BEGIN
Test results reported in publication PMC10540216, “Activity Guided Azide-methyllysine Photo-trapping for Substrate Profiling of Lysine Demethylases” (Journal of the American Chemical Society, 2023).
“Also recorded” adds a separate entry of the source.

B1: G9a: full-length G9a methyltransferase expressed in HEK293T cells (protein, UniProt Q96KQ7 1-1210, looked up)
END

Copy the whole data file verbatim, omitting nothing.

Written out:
Test results reported in publication PMC10540216, “Activity Guided Azide-methyllysine Photo-trapping for Substrate Profiling of Lysine Demethylases” (Journal of the American Chemical Society, 2023).
“Also recorded” adds a separate entry of the source.

B1: G9a: full-length G9a methyltransferase expressed in HEK293T cells (protein, UniProt Q96KQ7 1-1210, looked up)